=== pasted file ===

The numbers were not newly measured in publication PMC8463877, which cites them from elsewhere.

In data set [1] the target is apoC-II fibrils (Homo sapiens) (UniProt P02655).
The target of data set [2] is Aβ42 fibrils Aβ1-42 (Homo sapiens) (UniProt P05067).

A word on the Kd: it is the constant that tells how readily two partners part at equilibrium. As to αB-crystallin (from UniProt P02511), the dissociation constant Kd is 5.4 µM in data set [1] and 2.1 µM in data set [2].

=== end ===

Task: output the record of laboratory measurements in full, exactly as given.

The numbers were not newly measured in publication PMC8463877, which cites them from elsewhere.

In data set [1] the target is apoC-II fibrils (Homo sapiens) (UniProt P02655).
The target of data set [2] is Aβ42 fibrils Aβ1-42 (Homo sapiens) (UniProt P05067).

A word on the Kd: it is the constant that tells how readily two partners part at equilibrium. As to αB-crystallin (from UniProt P02511), the dissociation constant Kd is 5.4 µM in data set [1] and 2.1 µM in data set [2].